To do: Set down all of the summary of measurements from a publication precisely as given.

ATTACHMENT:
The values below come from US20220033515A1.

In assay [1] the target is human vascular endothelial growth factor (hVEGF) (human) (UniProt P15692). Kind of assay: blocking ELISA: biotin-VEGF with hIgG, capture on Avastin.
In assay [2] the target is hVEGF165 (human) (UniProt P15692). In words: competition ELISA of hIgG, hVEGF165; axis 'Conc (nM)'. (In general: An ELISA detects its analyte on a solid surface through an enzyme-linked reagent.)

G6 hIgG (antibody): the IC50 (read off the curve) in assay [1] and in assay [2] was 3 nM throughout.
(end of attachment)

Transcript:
The values below come from US20220033515A1.

In assay [1] the target is human vascular endothelial growth factor (hVEGF) (human) (UniProt P15692). Kind of assay: blocking ELISA: biotin-VEGF with hIgG, capture on Avastin.
In assay [2] the target is hVEGF165 (human) (UniProt P15692). In words: competition ELISA of hIgG, hVEGF165; axis 'Conc (nM)'. (In general: An ELISA detects its analyte on a solid surface through an enzyme-linked reagent.)

G6 hIgG (antibody): the IC50 (read off the curve) in assay [1] and in assay [2] was 3 nM throughout.